It's Monday! What are you Reading? is a meme hosted by Kathryn at Book Date. It's a great way to recap what you read and/or reviewed the previous week and to plan out your reading and reviews for the upcoming week. It's also a great chance to see what others are reading right now...you just might discover your next “must-read” book!

Kellee Moye, of Unleashing Readers, and Jen Vincent, of Teach Mentor Texts decided to give It's Monday! What Are You Reading? a kidlit focus. If you read and review books in children's literature - picture books, chapter books, middle grade novels, young adult novels, anything in the world of kidlit - join us! We love this meme and think you will, too. We encourage everyone who participates to visit at least three of the other kidlit book bloggers that link up and leave comments for them.

If you want to know more about what I've been reading, visit my Goodreads shelf.


The Past Week on the Blog:

The Past Week in Books: 
#ClassroomBookaday




Pre-K: We Love Dinosaurs by Lucy Volpin (Yup - they do)
Kindergarten: Lii Yiiboo Nayaapiwak lii Swer: L'alfabet di Michif / Owls See Clearly at Night: A Michif Alphabet by Julie Flett
First and Second Grade:  A Day with Yayah by Nicola I. Campbell illustrated by Julie Flett and When We Were Alone by David Alexander Robertson illustrated by Julie Flett
Third Grade: Hungry Johnny by Cheryl Minnema illustrated by Wesley Ballinger
Fourth Grade: The Patchwork Bike by Maxine Beneba Clarke illustrated by Van T. Rudd and Hiawatha and the Peacemaker by Robbie Robertson illustrated by David Shannon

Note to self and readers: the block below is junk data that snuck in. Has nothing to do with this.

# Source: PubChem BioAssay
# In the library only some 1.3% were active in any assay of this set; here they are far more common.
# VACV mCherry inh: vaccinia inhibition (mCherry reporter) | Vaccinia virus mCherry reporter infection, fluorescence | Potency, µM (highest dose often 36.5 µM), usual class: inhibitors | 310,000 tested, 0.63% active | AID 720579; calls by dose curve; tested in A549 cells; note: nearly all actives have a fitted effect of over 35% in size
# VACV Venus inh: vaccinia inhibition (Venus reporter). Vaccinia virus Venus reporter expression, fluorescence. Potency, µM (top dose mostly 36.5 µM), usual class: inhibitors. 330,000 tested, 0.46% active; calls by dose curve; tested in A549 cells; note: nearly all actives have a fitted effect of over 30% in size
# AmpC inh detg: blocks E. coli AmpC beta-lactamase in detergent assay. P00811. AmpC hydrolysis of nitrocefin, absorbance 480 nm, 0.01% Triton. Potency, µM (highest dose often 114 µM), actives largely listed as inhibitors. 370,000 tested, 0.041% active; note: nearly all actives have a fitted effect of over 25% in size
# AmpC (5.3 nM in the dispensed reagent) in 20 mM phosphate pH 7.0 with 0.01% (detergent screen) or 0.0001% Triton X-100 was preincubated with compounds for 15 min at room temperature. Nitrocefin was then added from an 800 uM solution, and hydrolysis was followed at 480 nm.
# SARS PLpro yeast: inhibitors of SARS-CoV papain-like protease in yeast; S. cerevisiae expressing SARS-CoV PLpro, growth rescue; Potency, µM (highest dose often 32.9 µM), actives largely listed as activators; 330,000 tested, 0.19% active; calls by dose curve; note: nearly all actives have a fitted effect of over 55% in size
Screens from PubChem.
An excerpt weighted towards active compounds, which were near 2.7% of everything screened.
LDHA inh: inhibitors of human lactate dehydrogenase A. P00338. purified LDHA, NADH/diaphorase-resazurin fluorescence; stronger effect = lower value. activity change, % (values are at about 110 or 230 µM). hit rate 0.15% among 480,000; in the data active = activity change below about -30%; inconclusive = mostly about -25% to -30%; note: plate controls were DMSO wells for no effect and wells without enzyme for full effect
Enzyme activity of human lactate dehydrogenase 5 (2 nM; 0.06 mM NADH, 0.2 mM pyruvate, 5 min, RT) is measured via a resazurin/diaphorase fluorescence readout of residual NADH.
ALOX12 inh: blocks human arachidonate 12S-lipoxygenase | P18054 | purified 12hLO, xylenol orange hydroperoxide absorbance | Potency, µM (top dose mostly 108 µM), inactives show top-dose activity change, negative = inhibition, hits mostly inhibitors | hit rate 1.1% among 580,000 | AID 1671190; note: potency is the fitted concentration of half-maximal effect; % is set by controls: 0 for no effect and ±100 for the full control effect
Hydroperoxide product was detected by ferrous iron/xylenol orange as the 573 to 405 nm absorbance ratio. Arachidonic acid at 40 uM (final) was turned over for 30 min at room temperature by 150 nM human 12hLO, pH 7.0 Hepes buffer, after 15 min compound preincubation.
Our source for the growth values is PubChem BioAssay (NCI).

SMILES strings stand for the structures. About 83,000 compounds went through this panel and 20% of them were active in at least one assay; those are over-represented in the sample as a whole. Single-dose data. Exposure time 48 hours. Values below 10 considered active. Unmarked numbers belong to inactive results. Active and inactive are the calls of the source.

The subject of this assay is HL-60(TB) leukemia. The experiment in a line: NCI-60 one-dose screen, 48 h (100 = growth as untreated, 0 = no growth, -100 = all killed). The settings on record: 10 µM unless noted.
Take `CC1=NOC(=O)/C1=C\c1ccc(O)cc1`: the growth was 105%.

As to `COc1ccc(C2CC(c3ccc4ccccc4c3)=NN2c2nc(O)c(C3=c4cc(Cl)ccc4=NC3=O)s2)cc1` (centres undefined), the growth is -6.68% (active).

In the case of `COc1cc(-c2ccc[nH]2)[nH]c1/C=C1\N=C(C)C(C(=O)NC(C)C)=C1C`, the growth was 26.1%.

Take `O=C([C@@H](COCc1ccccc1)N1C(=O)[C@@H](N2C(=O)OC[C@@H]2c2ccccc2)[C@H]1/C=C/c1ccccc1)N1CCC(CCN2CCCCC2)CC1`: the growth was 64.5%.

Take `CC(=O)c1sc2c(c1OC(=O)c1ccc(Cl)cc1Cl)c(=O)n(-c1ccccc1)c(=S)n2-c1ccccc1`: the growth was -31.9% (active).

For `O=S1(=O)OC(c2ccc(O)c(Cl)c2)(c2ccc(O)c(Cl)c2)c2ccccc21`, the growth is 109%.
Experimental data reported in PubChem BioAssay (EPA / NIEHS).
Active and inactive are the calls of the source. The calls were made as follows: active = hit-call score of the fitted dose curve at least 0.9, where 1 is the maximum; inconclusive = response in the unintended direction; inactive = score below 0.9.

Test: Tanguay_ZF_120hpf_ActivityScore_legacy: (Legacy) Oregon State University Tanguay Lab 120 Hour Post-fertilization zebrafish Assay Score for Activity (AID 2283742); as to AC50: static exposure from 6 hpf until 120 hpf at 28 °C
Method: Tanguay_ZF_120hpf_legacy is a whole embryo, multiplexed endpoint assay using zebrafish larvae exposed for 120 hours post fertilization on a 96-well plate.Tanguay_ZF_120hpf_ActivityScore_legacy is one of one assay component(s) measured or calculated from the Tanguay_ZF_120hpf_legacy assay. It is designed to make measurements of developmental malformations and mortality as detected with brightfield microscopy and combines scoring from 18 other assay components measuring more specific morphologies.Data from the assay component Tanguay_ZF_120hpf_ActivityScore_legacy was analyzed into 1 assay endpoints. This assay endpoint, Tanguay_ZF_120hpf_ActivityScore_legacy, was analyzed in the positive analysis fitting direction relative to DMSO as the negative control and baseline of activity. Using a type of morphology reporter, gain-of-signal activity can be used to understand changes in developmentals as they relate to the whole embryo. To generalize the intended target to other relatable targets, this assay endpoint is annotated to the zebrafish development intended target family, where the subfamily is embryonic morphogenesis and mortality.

Fifth Grade: The Turtle Ship by Helena Ku Rhee illustrated by Colleen Kong-Savage and The Water Walker by Joanne Robertson

Dactyl Hill Squad is historical middle grade novel with a fantastical slant. It's in the time of the Civil War, but the dinosaurs never became extinct, so they are around. It's really fun and full of adventure. It's also got a great cast of diverse characters. I read it because Daniel José Older will be speaking in a nearby town tomorrow evening. Yay!

Blanca & Roja was fabulous as I expected since I love fairytale re-tellings and I also love Anna-Marie McLemore's books. We're having a group discussion about it over at Rich in Color later this week.
Photographic: The Life of Graciela Iturbide by Isabel Quintero illustrated by Zeke Peña was a really creative graphic biography that included some of her art.

This Side of Home by Renee Watson was a great realistic young adult novel that dealt with family, friendship, romance, race, and gentrification. Whew. It was good and was packed with things to think about.
The Coming Week: I've started reading one of the books on my #MustReadin2018 list - All That I Can Fix by Crystal Chan. I'm still reading Being the Change and started The Complete Stories by Zora Neale Hurston.

Reading Challenge Updates: 
Goodreads Challenge 2018 - 625/800
Diversity on the Shelf 2018 - 188/300
#MustReadin2018 - 21/30